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Map of the main part of the Balaton principality (parts of the Dudleb County, of the Ptuj County, of the whole former Principality of Etgar, as well as territories in the east of the Danube and in the south of the Drava are not shown on this map)

The Balaton Principality (also called Pannonia, Lower Pannonia, Pannonian Principality, Transdanubian Principality or Slavic Pannonian State, 839/840-876) was a Slavic principality (duchy) located in the western part of the Pannonian plain, between the rivers Danube to its east (temporary also included territory in the east of the Danube), Drava to the south (temporary also included territory in the south of the Drava), Graz to the west, and Kőszeg or Klosterneuburg to the north (except for the territory between the Rába river, the Balaton and modern Budapest).

Contents

Name

In Slovak, the principality is known as Blatenské kniežatstvo, in Serbian and Croatian as Panonsko Kneževstvo (Панонско Кнежевство), in Hungarian as Balatoni Fejedelemség and at Koppany time Somogy country, and in Slovenian as Spódnja Panónija.

All the above names are modern names, because no name has been preserved from that time. The name "Balaton" is the Hungarian form of the original Slavic name - Blatno ("muddy") or a similar form - for that lake. Frankish sources usually called the territory either simply "Pannonia" or identified it by the name of the then ruler of the principality.

History

Pribina, the first prince of Balaton Principality

Background

The principality was one of the several Slavic states and groups connecting the areas inhabited by Slavs before they were divided into the northern and the southern Slavs by the conquests of the Franks, the arrival of the Magyars in Pannonia, and later by the expansion of the Romanians.

The Slavic people of that time were weakly differentiated, speaking closely related dialects of the same common language. The inhabitants of the Balaton Principality were most probably closely related to each of neighboring Slavic people: Great Moravians (Western Slavs[1]) to the north, Karantanians and Pannonians ( [Slovenes] and [Croats] ) to the west and the south, and Serbs to the south-east, providing the bridge between those Slavic states and tribal unions.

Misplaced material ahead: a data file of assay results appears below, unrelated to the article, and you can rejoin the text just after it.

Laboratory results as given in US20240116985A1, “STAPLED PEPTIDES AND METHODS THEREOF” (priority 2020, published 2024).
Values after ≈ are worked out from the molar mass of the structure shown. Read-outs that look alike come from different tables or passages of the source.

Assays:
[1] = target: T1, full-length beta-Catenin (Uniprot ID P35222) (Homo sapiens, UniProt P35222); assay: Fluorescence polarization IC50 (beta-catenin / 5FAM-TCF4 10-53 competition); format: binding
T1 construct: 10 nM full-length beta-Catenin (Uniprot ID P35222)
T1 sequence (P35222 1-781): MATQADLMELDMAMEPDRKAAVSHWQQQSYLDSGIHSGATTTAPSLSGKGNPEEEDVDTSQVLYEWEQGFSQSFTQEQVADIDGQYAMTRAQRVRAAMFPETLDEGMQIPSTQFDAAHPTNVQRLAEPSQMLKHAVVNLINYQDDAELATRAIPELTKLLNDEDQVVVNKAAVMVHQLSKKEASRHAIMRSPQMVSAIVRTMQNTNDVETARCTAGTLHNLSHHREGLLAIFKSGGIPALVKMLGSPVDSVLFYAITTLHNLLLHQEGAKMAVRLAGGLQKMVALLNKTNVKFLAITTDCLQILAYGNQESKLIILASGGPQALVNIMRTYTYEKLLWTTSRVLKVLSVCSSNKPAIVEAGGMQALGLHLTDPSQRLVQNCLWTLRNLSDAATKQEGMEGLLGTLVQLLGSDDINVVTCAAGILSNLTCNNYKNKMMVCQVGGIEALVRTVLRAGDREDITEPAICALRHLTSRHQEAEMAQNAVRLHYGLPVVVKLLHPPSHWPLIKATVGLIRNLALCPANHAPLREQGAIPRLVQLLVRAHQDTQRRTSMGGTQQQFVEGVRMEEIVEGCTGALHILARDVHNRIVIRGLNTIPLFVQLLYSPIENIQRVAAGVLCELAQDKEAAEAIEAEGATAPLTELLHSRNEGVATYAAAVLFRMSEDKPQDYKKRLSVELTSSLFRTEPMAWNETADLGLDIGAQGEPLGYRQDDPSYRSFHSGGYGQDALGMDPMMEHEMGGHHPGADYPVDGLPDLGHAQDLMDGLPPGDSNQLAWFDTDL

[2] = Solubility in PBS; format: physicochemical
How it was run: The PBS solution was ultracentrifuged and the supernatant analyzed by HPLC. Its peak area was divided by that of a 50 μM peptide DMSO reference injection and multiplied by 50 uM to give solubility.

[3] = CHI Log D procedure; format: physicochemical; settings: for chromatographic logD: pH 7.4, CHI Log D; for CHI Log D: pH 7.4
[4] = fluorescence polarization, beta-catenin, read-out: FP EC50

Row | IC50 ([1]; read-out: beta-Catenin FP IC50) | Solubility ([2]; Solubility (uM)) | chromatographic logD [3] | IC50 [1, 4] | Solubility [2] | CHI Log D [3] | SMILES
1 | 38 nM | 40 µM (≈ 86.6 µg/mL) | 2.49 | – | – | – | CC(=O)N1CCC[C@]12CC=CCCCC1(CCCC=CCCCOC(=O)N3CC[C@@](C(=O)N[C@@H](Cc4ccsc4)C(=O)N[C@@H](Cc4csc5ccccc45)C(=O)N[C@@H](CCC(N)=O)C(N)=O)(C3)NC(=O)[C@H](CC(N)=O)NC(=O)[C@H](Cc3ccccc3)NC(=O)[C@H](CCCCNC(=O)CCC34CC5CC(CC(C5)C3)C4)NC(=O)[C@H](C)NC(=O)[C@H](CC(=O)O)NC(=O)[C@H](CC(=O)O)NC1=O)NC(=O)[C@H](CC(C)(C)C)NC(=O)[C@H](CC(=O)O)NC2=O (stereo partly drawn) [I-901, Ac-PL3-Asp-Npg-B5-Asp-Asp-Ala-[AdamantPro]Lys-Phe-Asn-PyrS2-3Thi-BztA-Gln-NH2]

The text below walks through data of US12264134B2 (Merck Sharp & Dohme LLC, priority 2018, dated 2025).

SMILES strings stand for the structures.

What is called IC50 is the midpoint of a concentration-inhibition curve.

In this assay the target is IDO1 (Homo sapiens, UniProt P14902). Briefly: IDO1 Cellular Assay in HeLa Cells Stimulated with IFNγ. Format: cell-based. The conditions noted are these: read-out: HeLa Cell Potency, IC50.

The Slavic inhabitation of Pannonia started in the late 5th century after the fall of the Hunnic tribal union. In the late 6th century the Slavs in the territory became subjects of the Avar tribal union (Avar Khaganate). Trouble by internal conflicts as well as external attacks by Franks (led by Charles the Great) and Bulgars (led by khan Krum), the Avar polity collapsed by the early 9th century. South-eastern Pannonia (along the lower reaches of the Tisza) was taken by the Bulgar Khans, whilst Pannonia west of the Danube fell under Frankish rule. The future Balaton Principality would form in the territory of Lower Pannonia, lying between the Raab, Danube and Sava/ Drava rivers (whilst Upper Pannonia lay north of the Raab river, in modern northern Austria). Collectively, the southeastern Slavic marches of the Carolongian empire were called the Eastland (Plaga Orientalis). Initially, these marches were governed by the Duke of Friuli, in service of Emperor Louis the Pious. During the first two decades of the ninth century, much of lower Pannonia was ruled by Slavic Prince Ljudevit Posavski, a Frankish vassal. After his rebellion, Louis removed the lands from the Friuliun Duke and placed them under his son's (Louis the German) Bavarian sub-kingdom. The turmoils did not end, as in 827, the Bulgarians invaded much of Lower Pannonia, but were then pushed back by Louis the German the following year.

Southeastern Europe, latter half of 9th century. The Balaton Principality was created out of land granted from Frankish eastern marches {NB here it is called Pannonian Duchy
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The Balaton Principality